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freewayrandy

'Old Hangtown', Ca

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Posted: 10/07/19 07:09am Link  |  Quote  |  Print  |  Notify Moderator

Asking for my neighbor who recently got his first Class A, a used one, when plugged in to shore power, how many volts should we be seeing going to the coach batteries? Assuming there is a trickle charger built in to this unit.


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2oldman

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Posted: 10/07/19 07:19am Link  |  Quote  |  Print  |  Notify Moderator

Depending on the soc of the batteries, anything from 12.7 to 14.1

BFL13

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Posted: 10/07/19 07:26am Link  |  Quote  |  Print  |  Notify Moderator

The "trickle charger" would be either a converter or an inverter charger. It should put out 13.6 volts approx. unless it is in "boost" at 14.4 approx.

The voltage you see at the battery posts depends on how far up in charge they are at first, but it should rise from there to that charger voltage. Same as in your own RV.


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Posted: 10/07/19 07:52am Link  |  Quote  |  Print  |  Notify Moderator

Float voltage on my WFCO converter is 13.2 volts.


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Sam Spade

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Posted: 10/07/19 07:53am Link  |  Quote  |  Print  |  Notify Moderator

2oldman wrote:

Depending on the soc of the batteries, anything from 12.7 to 14.1


Both those numbers are a bit low.
At 12.7 volts, the batteries will NOT be charging.
IF it is in boost mode, 14.3 to 14.5 is more likely.

IF.....you have a "simple" converter/charger, it might read in the mid 13's all the time.
IF.....you have a multi-stage charger, it likely will start out in the mid 14's and then drop back to the 13's after an hour or two.

IF.....it never goes above 13.0, it likely is not working right.


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CA Traveler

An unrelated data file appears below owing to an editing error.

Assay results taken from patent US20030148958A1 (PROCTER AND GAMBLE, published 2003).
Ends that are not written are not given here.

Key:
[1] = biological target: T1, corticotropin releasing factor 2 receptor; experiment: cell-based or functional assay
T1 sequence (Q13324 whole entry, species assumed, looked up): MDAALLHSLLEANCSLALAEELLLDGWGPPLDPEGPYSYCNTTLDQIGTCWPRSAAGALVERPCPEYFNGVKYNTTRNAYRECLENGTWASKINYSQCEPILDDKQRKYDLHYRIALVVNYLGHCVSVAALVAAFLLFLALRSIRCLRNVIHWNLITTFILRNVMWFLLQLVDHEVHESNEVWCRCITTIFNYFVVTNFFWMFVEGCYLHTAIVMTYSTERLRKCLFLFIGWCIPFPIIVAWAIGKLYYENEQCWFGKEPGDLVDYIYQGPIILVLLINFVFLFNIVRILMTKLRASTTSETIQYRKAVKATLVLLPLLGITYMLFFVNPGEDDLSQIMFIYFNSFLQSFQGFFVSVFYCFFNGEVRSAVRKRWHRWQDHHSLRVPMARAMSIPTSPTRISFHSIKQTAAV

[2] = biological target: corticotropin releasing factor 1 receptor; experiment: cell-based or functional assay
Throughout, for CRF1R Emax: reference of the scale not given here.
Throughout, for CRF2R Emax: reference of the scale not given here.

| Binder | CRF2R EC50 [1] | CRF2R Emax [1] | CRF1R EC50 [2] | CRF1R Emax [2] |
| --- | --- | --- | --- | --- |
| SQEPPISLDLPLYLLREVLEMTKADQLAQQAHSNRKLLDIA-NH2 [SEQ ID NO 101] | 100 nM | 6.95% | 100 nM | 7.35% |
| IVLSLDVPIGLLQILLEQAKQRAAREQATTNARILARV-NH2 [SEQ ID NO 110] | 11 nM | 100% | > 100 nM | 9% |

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Posted: 10/07/19 08:17am Link  |  Quote  |  Print  |  Notify Moderator

13.4V (float) to 14.8V (bulk charge) depending upon the charger and battery SOC. And there is some variation based on battery type if the charger has that option. Plus it will vary if the charger is temperature compensated. It will not drop below the float voltage unless the charger has a standby no charge option.

Or a trickle charger may take a long time to reach the float voltage and above. Or never if there are house or chassis battery loads.


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freewayrandy

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Posted: 10/07/19 08:23am Link  |  Quote  |  Print  |  Notify Moderator

Thanks for the replys and to 'set the stage' for the issue here, he went to the rig for something and when he closed the door the step would not retract all the way back in. Then he heard a clicking from near the steps, apparently from not enough voltage to retract them all the way. I went over and told him we need to check the batteries. The coach batteries, 2 6 volters, 1 was way low on water in all 3 cells the other was way low as well. We topped them off with distilled water then plugged it in to shore power. I checked the terminals with a multimeter and had only about 6.5 volts between the two. I thought there would have been at least 12 volts. Another issue here? Perhaps the batts. are toast?

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Posted: 10/07/19 08:24am Link  |  Quote  |  Print  |  Notify Moderator

The typical RV does not have a trickle charger. Instead the charger is/should be a 3+ stage charger - float, absorb, bulk.

2oldman

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Posted: 10/07/19 08:26am Link  |  Quote  |  Print  |  Notify Moderator

freewayrandy wrote:

Perhaps the batts. are toast?
Yep. Not unusual for a used rig.

BFL13

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Posted: 10/07/19 08:29am Link  |  Quote  |  Print  |  Notify Moderator

Do the steps on a Class A operate from the house or engine battery?

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